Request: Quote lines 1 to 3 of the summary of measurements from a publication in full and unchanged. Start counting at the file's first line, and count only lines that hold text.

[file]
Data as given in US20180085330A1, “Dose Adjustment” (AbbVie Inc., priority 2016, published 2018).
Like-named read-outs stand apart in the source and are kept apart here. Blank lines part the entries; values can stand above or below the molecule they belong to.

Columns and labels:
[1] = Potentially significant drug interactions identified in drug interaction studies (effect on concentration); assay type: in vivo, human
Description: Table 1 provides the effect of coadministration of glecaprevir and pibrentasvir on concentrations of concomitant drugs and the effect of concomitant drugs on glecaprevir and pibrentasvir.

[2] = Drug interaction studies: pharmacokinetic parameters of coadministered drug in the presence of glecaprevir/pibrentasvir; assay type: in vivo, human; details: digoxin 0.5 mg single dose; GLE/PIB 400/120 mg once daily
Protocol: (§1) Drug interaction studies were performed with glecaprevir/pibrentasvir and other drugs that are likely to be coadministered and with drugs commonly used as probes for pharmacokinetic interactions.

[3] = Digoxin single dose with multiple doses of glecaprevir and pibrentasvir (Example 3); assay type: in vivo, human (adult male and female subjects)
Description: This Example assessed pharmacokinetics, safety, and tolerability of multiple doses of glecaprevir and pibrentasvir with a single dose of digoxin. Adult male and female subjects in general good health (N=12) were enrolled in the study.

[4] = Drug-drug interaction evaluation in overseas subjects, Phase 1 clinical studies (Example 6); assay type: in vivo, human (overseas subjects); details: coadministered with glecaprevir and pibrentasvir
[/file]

Data as given in US20180085330A1, “Dose Adjustment” (AbbVie Inc., priority 2016, published 2018).
Like-named read-outs stand apart in the source and are kept apart here. Blank lines part the entries; values can stand above or below the molecule they belong to.

Columns and labels: